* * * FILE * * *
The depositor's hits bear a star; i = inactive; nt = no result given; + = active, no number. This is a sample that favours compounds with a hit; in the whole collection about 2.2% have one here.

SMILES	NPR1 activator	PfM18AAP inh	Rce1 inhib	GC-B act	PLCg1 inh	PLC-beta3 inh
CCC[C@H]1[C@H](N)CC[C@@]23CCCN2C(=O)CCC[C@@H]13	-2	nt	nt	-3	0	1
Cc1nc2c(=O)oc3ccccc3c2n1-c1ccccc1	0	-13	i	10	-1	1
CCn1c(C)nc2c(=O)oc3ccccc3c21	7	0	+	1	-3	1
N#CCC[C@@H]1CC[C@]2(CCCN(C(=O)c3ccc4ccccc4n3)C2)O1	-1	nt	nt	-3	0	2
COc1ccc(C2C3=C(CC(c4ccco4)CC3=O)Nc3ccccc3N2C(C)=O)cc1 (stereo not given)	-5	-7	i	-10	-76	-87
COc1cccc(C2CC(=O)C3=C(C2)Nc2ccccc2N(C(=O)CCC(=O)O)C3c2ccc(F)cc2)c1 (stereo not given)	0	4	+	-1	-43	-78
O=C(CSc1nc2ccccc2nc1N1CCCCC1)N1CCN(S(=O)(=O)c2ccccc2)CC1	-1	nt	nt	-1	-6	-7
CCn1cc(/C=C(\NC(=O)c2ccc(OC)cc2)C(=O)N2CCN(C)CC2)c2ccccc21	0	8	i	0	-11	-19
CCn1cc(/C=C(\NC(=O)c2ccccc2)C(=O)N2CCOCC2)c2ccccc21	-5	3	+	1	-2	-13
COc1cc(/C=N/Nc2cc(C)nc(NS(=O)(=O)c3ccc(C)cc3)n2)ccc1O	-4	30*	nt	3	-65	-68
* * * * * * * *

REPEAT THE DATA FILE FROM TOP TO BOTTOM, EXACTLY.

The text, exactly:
The depositor's hits bear a star; i = inactive; nt = no result given; + = active, no number. This is a sample that favours compounds with a hit; in the whole collection about 2.2% have one here.

SMILES	NPR1 activator	PfM18AAP inh	Rce1 inhib	GC-B act	PLCg1 inh	PLC-beta3 inh
CCC[C@H]1[C@H](N)CC[C@@]23CCCN2C(=O)CCC[C@@H]13	-2	nt	nt	-3	0	1
Cc1nc2c(=O)oc3ccccc3c2n1-c1ccccc1	0	-13	i	10	-1	1
CCn1c(C)nc2c(=O)oc3ccccc3c21	7	0	+	1	-3	1
N#CCC[C@@H]1CC[C@]2(CCCN(C(=O)c3ccc4ccccc4n3)C2)O1	-1	nt	nt	-3	0	2
COc1ccc(C2C3=C(CC(c4ccco4)CC3=O)Nc3ccccc3N2C(C)=O)cc1 (stereo not given)	-5	-7	i	-10	-76	-87
COc1cccc(C2CC(=O)C3=C(C2)Nc2ccccc2N(C(=O)CCC(=O)O)C3c2ccc(F)cc2)c1 (stereo not given)	0	4	+	-1	-43	-78
O=C(CSc1nc2ccccc2nc1N1CCCCC1)N1CCN(S(=O)(=O)c2ccccc2)CC1	-1	nt	nt	-1	-6	-7
CCn1cc(/C=C(\NC(=O)c2ccc(OC)cc2)C(=O)N2CCN(C)CC2)c2ccccc21	0	8	i	0	-11	-19
CCn1cc(/C=C(\NC(=O)c2ccccc2)C(=O)N2CCOCC2)c2ccccc21	-5	3	+	1	-2	-13
COc1cc(/C=N/Nc2cc(C)nc(NS(=O)(=O)c3ccc(C)cc3)n2)ccc1O	-4	30*	nt	3	-65	-68